Tuesday, November 10, 2009

A Different Kind of Bible Story

God has a sense of humor and I can prove it.

Between my twin sister, Kathie, and I - I was the most mechanically inclined.  If it could be taken apart, examined, and reassembled I would do it.  I was curious how things worked.  Left over parts never worried me.

Kathie was more domestically minded.  She’d be in the kitchen with Mom learning how to make fudge while I was in the garage handing Dad screwdrivers and 3/16” open-ended wrenches.  Not a typical 10-year-old girl.  Life was an adventure meant to be lived on the front of your favorite tee shirt.

I had my heart set on a series of miniature soldiers at Woolworth Department Store on the Square in downtown Bedford.  My parents couldn’t afford to buy us toys whenever we wanted so many of my toys were homemade out of paper milk cartons and sticks.

 So I came up with my own plan.  I rigged a toy laundry basket between the handlebars of my stingray bicycle and each week I would peddle up and down the highway in front of our house and collect all the discarded soda bottles.  When my basket was full I would redeem the bottles for five cents apiece at Wray’s Grocery, a small mom and pop grocery across the street from where we lived.  I saved up my money so each week I could purchase another set in the series.

Kathie wasn’t much for long term investing at the time.  When she cashed in her bottles she spent it on penny candy and gumball surprises.  One day she put a nickel in the gumball machine and something besides a rubbery alien or gold plastic ring fell out.  Inside the clear plastic egg was a tiny plastic Bible that when you held it to the light and peered through the end you could read the Lord’s Prayer.  Kathie loved it.  It was the best thing she could have imagined and after that she carried it with her wherever she went - including school.

Like I said, my parents didn’t have a lot of extra money.  It was rare for them to take an evening out for dinner and a movie.  Usually when they did go on a “date” a relative would sit for us, but this particular night they left us with a baby sitter.

 May parents never allowed us in their bedroom, which made me all the more curious.  That’s why, once they left, I took the opportunity to go and stand just inside the door and look around.  I didn’t want to touch anything.  I was just trying to figure out the mystery.

Kathie had decided to take a bath that evening.  Of course she took her tiny plastic Bible into the tub with her.  Somehow she accidentally dropped it into the soapy water.  By the time she found it water had gotten inside so you could no longer read the Lord’s Prayer.  Upset and barely dry from her bath she found me standing in our parent’s room and begged me to fix it.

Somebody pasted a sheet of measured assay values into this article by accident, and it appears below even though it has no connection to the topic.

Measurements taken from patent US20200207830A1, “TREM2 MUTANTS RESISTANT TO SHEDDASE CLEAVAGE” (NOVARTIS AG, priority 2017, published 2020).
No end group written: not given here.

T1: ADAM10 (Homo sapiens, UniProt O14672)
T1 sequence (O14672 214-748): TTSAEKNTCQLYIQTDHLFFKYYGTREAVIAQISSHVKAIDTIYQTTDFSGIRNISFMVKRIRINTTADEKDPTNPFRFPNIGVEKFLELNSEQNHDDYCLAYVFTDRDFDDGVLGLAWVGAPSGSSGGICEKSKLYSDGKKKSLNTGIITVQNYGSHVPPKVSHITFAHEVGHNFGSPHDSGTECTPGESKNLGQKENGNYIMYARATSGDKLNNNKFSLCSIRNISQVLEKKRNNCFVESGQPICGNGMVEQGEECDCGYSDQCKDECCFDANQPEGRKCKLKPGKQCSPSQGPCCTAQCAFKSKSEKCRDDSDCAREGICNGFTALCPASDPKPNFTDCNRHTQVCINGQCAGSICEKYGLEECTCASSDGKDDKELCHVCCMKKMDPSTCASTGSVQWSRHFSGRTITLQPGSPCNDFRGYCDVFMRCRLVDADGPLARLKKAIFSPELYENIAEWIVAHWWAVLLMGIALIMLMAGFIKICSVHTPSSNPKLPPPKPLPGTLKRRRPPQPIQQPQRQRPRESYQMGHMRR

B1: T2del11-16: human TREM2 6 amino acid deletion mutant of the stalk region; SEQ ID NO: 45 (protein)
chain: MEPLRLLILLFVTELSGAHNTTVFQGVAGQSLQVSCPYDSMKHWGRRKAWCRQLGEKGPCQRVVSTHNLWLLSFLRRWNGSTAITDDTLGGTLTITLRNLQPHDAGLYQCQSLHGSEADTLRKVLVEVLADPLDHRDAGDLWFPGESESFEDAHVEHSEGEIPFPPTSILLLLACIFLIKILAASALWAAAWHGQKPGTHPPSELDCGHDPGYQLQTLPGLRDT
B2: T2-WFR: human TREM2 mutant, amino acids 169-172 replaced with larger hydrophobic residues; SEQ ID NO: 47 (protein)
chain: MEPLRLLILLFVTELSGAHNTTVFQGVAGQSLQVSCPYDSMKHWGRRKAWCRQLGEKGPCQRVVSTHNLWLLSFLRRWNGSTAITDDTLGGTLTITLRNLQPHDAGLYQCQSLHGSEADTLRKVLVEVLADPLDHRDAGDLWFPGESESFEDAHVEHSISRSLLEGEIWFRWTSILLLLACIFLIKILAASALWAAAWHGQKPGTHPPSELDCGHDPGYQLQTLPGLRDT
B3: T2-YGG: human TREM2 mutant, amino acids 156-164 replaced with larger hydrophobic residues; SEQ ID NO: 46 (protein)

I examined the small toy and, after careful consideration, determined that if water had gotten in - water should to come out.  I carefully positioned the tiny Bible between my fingers and began to suck the water out.  As fast as you could say, “Amen to that!” the Bible slipped from my fingers and I swallowed it.

Kathie immediately noticed the absence of her beloved “Bible” and demanded that I return it.  I, at that point, had started some serious choking.  The Bible had lodged itself somewhere in the vicinity of my larynx.  After much effort I managed to get it down.

When I could finally speak I explained to my sister that I had swallowed it.  She couldn’t believe it.  Neither could the babysitter.

When Mom and Dad got home later that evening we explained the situation to them.  Mom was hardly surprised.  I was the know choker in the family.  I could choke on mashed potatoes (although stewed tomatoes were my specialty).

Mom, who took me down to the small town emergency room of the local hospital for lack of a better alternative, had the joy of engaging in the conversation below:

ER Nurse: "May I help you?"  [Very professional, even for a small town hospital.]

My Mother: "Yes!"  [She yanks me by the arm towards the desk.]

 ER Nurse:  "What seems to be the problem?"  [This is triage.  Looking me over she can't help but notice I appear perfectly healthy.]

 My Mother: “My daughter swallowed a Bible."  [She says this without cracking a smile.]

ER Nurse: "A what?!"

 My Mother: "A Bible."  [Once again without a smile.  She is not in the mood to go into detail.]

[Here there is a long moment of silence and a lot of staring.]

 ER Nurse: “Please fill out this form.  A doctor will be with you shortly."  [She looks at me in disbelief.  I stick my tongue out at her.]

 After the doctor examined me he explained to my Mother that nature would take its course and to wait for the expected results.

Until then I was the focus of remarks such as, “Kristie loves the Word so much she carries it around inside of her”, “Kristie eats the Word”, and my favorite . . . “This too shall pass”.

© 2009

Saturday, November 7, 2009

The Man Who Had No Name

There was a man who had no name, so he went searching for someone who might look into his face and recognize him and call to him and tell him who he was.

He roamed through all the cities and towns, but there was no one who could satisfy his search.

He walked a ways out into the countryside where there was no hustle of commerce or society of man; where the songs of birds and rustle of wind in the leaves gave him rest from his searching - for his quest had made him so tired.

He sat under the shade of a tree to rest his weary feet and he listened.  He listened to the wind.  He listened to the songs of the birds.  He listened to the tumble of the brook and the chatter of the squirrels.  And he rested.  His mind roamed the hillsides in thought.

"The Wind," he said, "Is simply the wind."

"The Water," he said, "Is simply the water."

"The Earth," he said, "Is simply the earth."

“And God,” he said, “who created all things upon the earth - knows exactly who I am."

© 2009